- Poster presentation
- Open Access
End of life care: communication – a retrospective survey
© BioMed Central Ltd 2008
- Published: 13 March 2008
- Public Health
- Emergency Medicine
- Nursing Staff
- Sufficient Information
- Structure Interview
Approximately one in five patients in the USA dies in the ICU. The majority of these deaths are following withholding or withdrawal of treatment. Communication between the healthcare team and the relatives of the patient constitutes a very important aspect of the end of life care. We conducted a retrospective survey to assess the quality of communication in terms of duration and content of the interview and spiritual care.
The next of kin of patients who died over a period of 1 year from April 2003 were identified. Those with ongoing complaints and no fixed abode were excluded. Seventy-three patients had died during this period. Sixty-one questionnaires were sent out by post and 32 responses were received. Nine were incomplete and 23 were analysed.
Were you given sufficient information? – 74% and 78% of the responders were satisfied with the amount of information given by medical and nursing staff, respectively. Awareness of what was happening to your relative? – 65% were aware of what was happening to their relative. Were questions and concerns answered? – 74% replied positively. Was the duration of interview sufficient? – 87% replied yes. Was there overall satisfaction with the content of interview? – 70% were overall satisfied. Was spiritual care offered? – spiritual care was not offered to 56% of responders; if it was offered, 85% of them would have accepted it.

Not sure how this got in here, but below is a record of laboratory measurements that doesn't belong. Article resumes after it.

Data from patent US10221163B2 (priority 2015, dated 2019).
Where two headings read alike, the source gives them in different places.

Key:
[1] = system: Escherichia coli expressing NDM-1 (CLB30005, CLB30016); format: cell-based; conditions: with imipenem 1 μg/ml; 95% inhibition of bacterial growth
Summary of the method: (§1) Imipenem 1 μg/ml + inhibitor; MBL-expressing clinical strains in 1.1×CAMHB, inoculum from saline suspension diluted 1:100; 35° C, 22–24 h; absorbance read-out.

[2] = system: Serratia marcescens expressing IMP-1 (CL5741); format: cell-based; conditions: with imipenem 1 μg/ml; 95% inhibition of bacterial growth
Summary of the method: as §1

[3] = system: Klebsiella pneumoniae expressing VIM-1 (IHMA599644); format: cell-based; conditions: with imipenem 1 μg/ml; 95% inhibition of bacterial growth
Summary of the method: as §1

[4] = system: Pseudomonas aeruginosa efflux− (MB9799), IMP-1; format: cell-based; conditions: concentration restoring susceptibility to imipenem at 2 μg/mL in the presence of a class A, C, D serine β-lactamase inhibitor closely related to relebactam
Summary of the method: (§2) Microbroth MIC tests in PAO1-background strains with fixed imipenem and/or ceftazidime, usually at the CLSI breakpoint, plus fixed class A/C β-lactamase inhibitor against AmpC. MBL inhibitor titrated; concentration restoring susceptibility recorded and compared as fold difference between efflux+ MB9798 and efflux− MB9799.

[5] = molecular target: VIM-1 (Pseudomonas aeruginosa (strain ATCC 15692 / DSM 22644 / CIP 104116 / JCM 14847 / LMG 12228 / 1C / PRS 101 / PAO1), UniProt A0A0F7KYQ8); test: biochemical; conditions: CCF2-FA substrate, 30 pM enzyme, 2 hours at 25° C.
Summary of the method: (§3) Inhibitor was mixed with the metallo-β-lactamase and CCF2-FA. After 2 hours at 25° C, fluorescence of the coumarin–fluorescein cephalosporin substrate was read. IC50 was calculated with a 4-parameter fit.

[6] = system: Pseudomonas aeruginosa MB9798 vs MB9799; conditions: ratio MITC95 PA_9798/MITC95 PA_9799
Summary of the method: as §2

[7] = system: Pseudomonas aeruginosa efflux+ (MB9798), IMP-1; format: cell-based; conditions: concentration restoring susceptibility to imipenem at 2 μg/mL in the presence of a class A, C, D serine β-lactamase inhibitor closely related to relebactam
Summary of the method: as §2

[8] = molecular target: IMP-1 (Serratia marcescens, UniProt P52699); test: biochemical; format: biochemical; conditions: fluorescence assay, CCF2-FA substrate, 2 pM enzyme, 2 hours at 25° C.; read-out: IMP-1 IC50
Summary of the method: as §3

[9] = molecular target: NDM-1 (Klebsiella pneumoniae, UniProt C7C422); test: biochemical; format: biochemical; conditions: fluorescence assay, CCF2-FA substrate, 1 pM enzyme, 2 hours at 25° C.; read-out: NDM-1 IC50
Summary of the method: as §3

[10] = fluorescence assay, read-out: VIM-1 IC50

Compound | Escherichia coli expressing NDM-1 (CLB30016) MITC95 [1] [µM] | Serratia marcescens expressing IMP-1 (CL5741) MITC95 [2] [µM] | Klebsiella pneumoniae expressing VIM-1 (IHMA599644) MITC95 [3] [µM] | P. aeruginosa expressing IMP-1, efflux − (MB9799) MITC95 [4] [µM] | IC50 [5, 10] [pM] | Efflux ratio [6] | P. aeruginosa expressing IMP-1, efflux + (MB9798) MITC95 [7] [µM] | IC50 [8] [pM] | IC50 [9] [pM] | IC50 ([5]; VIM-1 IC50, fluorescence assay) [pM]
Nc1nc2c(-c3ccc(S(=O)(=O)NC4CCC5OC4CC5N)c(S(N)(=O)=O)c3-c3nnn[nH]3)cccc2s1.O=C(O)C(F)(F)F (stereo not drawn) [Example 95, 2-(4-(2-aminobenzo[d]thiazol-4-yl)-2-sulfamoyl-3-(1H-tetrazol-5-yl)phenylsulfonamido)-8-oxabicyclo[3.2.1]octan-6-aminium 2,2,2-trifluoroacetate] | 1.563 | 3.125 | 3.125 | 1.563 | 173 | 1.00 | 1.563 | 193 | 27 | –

Medical and nursing staff appear to have given sufficient information and answered questions and concerns of the next of kin. The duration of the interview was also sufficient. The next of kin appear to have comprehended the information given. It does appear that spiritual care was not offered to the majority of responders. We could improve our quality of communication by offering spiritual care to relatives. A structured interview with the relatives can improve family understanding and satisfaction of the quality of end of life care!
This article is published under license to BioMed Central Ltd.